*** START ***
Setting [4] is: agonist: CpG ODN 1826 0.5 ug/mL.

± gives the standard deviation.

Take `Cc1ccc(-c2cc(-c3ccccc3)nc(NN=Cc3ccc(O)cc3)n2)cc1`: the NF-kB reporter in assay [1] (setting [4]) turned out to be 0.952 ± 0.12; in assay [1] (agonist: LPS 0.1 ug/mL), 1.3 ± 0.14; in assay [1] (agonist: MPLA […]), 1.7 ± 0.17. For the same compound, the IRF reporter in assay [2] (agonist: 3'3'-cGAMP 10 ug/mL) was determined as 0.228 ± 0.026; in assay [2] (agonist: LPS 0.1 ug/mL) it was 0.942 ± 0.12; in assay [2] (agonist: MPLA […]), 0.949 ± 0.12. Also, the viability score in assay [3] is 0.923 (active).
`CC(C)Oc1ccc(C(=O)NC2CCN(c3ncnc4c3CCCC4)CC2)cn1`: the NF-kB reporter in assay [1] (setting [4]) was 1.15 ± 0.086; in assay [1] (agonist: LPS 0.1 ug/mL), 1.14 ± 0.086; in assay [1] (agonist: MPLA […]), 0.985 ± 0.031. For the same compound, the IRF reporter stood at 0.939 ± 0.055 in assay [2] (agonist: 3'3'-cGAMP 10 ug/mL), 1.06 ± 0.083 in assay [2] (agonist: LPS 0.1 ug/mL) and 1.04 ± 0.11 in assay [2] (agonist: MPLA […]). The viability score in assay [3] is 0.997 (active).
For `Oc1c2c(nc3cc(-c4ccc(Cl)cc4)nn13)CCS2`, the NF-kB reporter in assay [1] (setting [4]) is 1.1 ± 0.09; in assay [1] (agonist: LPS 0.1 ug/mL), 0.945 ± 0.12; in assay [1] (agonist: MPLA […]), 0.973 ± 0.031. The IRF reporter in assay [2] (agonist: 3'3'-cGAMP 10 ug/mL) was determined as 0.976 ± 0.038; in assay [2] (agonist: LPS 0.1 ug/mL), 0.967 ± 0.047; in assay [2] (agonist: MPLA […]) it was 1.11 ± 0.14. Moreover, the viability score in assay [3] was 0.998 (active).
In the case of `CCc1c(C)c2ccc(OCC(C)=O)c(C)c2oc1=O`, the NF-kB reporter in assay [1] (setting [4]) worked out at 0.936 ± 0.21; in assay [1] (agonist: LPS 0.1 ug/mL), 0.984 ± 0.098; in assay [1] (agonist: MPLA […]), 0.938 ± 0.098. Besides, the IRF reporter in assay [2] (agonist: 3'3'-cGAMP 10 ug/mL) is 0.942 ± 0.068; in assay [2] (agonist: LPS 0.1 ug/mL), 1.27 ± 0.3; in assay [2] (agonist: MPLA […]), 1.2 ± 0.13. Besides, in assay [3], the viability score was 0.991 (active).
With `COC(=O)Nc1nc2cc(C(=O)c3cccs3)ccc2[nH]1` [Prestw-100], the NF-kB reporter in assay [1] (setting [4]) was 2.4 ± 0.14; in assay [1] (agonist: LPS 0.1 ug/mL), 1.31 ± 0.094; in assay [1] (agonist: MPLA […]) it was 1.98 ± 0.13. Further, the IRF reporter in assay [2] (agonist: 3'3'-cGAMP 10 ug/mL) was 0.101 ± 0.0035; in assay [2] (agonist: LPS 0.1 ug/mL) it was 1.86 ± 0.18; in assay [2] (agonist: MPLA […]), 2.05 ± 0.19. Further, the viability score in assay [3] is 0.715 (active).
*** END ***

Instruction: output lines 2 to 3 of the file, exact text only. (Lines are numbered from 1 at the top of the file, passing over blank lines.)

± gives the standard deviation.

Take `Cc1ccc(-c2cc(-c3ccccc3)nc(NN=Cc3ccc(O)cc3)n2)cc1`: the NF-kB reporter in assay [1] (setting [4]) turned out to be 0.952 ± 0.12; in assay [1] (agonist: LPS 0.1 ug/mL), 1.3 ± 0.14; in assay [1] (agonist: MPLA […]), 1.7 ± 0.17. For the same compound, the IRF reporter in assay [2] (agonist: 3'3'-cGAMP 10 ug/mL) was determined as 0.228 ± 0.026; in assay [2] (agonist: LPS 0.1 ug/mL) it was 0.942 ± 0.12; in assay [2] (agonist: MPLA […]), 0.949 ± 0.12. Also, the viability score in assay [3] is 0.923 (active).